Live Reviews
Atari Teenage Riot @ Fleece & Firkin, Bristol – Live Review

Atari Teenage Riot @ Fleece & Firkin, Bristol, 13th May, 2011.

Review by Jo Whitby

Having just read the Louder Than War review of the gig (which is excellent by the way) it prompted me to also go for a personal take on the night which may result in reminiscing in some form or another. I’d have to disagree with Guy Manchester about the hipsters though. Bristol has them and lots of them. You just need to look in the right places and there they are in all their hipster drainpipes and shaggy cardigans that are meant to be retro glory. I think all cities have them in varying degrees. Thankfully they don’t usually end up in the Fleece & Firkin unless it’s hosted by NME and/or involves the cast of Skins.

Literally just over a year ago I was in London watching Atari Teenage Riot for the first time. It was a fantastic show and my first proper experience of a moshpit. Thanks to that experience expectations were running high. The upcoming venue was considerably smaller, it was on home turf and a stage that I’d also performed on many times in various musical escapades. Without sounding like a hyperventilating Westlife fan I was very excited to say the least. I’m not ashamed to admit that I was a late bloomer in my appreciation for the band. When ATR first made an entrance back in 1992 I was the ripe old age of 8 and preferred listening to my Michael Jackson tapes and that Utah Saints track with Kate Bush in it. Cat On The Wall’s Lux informed me during the early years of our friendship that her best friend in Paris was a huge ATR fan and optimistically played me a track. You can see where this is heading right? Confusion, possibly panic finally ending in a bemused yell of “WHY DO THEY SCREAM SO MUCH?”. Let’s just say I wasn’t ready. Moving forward several years and you can catch me jumping around, shouting until my throat hurts and pounding my fist like the rest of them (figuratively speaking of course).

I’ll give you a heads up now. Prior to the gig myself and Lux had the privilege of listening to the band sound check and then we both headed back stage to have a good old natter with Alec Empire (the results of which will be online very soon). I wouldn’t go so far as to say I was euphoric but it certainly coloured the rest of the evening in a good way. Shamefully we missed the first support act FOE due to a dire need to have a coffee somewhere. We’re not usually disrespectful to support bands but in this instance coffee won. Thankfully we did arrive in time for the second act Necro Deathmort, a band whose name throws up visions of evil Harry Potter villains or some kind of behind the counter herbal remedy. The music the duo made was a heavy mixture of doom metal, dub and a splattering of hip-hop which for a Bristol crowd was a pleasurable concoction. Nic Endo successfully managed to leave and enter the venue twice during the set without being spotted (at least inside), myself and Lux agreeing that she really must possess special powers which include invisibility in small crowds and eternal youthfulness. As the last track came to an end most of the audience then migrated either to the bar or outside for a quick breather/smoke, by this point it was already 10:30pm but we didn’t have to wait long…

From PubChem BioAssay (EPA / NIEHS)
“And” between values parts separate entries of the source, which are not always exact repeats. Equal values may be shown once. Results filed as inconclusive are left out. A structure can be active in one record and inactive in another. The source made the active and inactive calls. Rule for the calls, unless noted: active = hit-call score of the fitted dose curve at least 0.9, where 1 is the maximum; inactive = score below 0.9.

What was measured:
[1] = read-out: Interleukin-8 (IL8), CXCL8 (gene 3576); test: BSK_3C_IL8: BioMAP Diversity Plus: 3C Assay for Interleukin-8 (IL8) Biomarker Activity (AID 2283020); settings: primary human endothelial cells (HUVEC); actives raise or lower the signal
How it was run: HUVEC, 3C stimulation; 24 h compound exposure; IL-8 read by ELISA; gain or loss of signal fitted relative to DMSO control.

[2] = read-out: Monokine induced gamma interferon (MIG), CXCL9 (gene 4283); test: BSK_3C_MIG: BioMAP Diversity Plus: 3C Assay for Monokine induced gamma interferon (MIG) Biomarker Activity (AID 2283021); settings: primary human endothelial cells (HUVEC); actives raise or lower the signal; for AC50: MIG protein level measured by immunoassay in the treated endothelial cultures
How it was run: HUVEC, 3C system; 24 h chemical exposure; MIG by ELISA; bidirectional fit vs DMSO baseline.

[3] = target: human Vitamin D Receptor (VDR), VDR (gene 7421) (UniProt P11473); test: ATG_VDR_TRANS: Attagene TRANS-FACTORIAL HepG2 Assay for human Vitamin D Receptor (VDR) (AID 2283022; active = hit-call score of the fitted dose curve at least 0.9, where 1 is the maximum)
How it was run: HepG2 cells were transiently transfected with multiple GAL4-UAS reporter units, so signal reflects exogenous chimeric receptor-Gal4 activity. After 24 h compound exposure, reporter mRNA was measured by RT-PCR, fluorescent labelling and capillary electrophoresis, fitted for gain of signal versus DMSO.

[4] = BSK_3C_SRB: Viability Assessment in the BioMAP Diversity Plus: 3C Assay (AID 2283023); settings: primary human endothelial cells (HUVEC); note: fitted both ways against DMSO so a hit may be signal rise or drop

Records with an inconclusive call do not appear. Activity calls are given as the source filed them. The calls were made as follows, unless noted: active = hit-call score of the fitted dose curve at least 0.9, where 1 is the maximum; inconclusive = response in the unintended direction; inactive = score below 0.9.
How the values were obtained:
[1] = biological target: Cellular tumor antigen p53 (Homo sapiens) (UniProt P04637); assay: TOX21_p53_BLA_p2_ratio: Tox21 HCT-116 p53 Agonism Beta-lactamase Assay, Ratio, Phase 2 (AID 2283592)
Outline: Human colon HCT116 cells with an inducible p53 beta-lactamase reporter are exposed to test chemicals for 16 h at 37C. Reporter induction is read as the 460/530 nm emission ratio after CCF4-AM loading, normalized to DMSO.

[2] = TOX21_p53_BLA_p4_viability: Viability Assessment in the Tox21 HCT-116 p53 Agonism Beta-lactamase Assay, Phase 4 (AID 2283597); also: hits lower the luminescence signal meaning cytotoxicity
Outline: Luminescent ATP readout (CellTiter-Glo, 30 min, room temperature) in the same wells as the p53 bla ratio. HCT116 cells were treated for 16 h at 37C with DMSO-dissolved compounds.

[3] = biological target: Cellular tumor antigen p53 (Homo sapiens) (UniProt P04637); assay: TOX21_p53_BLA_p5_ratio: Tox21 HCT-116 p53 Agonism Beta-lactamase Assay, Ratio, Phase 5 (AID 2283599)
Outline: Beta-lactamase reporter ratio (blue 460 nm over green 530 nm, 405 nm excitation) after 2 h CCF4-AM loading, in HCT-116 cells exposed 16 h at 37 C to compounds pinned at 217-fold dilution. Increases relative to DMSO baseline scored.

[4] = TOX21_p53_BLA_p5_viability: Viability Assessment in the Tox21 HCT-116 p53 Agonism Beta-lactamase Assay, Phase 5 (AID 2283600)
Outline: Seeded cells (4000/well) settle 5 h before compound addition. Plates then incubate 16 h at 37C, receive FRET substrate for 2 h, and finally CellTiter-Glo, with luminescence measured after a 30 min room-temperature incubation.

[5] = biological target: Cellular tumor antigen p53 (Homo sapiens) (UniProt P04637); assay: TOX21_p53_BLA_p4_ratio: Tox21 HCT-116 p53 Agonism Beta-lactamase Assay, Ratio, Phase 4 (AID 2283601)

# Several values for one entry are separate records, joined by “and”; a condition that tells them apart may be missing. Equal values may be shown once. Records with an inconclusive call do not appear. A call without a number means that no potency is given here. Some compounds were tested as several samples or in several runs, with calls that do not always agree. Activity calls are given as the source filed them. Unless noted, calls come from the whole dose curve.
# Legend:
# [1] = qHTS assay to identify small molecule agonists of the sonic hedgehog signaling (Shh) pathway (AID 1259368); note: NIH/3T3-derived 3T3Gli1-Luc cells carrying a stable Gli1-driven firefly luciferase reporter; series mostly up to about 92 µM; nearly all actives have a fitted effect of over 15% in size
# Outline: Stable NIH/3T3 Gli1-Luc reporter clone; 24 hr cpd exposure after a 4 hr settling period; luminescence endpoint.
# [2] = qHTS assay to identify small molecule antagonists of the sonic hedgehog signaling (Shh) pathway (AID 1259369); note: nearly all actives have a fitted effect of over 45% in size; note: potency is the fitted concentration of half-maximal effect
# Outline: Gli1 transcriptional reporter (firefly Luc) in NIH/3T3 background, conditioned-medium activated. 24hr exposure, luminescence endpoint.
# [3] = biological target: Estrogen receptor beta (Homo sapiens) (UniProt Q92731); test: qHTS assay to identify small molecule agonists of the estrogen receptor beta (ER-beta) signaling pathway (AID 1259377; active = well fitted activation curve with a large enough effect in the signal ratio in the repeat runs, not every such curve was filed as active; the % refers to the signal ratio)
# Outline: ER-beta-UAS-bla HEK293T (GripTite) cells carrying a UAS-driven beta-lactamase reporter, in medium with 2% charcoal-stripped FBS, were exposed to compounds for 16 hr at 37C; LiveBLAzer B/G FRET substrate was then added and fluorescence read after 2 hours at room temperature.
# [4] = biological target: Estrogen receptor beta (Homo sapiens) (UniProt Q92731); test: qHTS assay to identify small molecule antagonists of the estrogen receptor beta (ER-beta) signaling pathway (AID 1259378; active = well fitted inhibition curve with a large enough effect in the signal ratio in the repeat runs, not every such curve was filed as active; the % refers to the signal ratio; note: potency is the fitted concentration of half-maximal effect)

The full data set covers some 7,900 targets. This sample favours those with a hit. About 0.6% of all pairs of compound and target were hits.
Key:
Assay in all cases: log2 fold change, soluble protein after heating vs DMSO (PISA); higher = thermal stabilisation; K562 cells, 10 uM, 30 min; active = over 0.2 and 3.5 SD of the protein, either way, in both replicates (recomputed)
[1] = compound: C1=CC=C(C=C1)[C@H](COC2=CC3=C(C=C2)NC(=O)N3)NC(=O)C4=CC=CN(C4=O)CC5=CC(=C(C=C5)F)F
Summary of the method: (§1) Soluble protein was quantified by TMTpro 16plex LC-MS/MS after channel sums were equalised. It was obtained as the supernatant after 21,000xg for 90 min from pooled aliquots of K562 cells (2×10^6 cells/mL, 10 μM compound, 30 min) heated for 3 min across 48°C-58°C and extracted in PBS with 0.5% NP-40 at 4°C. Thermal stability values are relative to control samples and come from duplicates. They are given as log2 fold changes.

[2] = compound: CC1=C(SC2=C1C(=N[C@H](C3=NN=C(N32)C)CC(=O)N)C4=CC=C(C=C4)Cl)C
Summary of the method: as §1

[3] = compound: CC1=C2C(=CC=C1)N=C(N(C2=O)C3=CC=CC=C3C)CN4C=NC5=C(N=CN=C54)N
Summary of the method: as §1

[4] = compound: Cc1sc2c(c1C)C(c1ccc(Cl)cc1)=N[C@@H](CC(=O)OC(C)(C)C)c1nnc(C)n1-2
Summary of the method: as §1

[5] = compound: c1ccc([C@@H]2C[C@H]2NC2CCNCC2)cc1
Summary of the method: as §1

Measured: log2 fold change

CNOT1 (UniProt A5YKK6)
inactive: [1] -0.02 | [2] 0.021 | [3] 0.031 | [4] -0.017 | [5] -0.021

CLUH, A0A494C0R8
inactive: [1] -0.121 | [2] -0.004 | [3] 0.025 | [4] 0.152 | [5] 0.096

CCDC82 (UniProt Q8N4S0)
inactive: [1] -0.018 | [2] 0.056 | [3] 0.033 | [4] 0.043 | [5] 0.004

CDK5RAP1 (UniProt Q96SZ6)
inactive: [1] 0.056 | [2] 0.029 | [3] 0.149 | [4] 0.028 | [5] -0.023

Atari Teenage Riot doesn’t need to make a grand entrance, it’s the music that provides the initial kick smashing into your skull and pounding at your chest. Empire, Endo and Kidtronik having already toured considerably since the reformation were not fazed by the intimate surroundings and straight away launched an attack on the audience demanding their full attention and taking no prisoners. At first I felt that the audience needed a bit of coaxing as though they were holding back from going too crazy. Whatever it was keeping them down didn’t last long and so began a consistently energetic moshpit with arms, elbows and flailing bodies all fighting for some room at the front (all of it getting a bit much for one gig goer who left the venue after seemingly breaking his ankle). It’s not really the done thing at an ATR gig to stand there with a notepad scribbling down the set list so apologies for a rather blurry recollection of tracks played. A large proportion of ‘Is This Hyperreal?’ was performed much to my delight and I’m glad they had the nerve to feature so much in the set. One of the highlights from the new record was the insane version of ‘Rearrange Your Synapses’ which drove the audience into a wild frenzy. The classics like ‘Too Dead For Me’ and ‘Sick To Death’ obviously made an appearance and sounded remarkably fresh. It was hard to believe some of the tracks were over 10 years old.

The one thing I’ve learned about an Atari Teenage Riot gig is that it is relentless. It picks you up and doesn’t let you go for the whole set. The show finished around 12:30am which meant that the band was pretty much on full throttle for almost 2 hours. That’s an achievement in itself and makes a lot of the younger bands out at the moment look like, well, pussies. ATR live is like a drug. You leave the venue with a heady high already wanting the next hit. I hope I get to see them live at least one more time. Actually, make that two.

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